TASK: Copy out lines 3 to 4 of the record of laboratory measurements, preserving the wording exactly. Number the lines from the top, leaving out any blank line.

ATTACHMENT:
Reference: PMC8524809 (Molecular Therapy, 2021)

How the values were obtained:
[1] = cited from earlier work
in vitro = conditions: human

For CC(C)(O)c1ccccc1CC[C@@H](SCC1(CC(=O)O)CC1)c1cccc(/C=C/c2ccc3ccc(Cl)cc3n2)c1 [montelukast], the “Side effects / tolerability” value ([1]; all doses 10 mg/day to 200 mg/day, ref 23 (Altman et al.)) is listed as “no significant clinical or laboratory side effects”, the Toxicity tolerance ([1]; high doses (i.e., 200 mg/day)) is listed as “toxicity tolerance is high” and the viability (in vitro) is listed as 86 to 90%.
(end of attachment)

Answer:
[1] = cited from earlier work
in vitro = conditions: human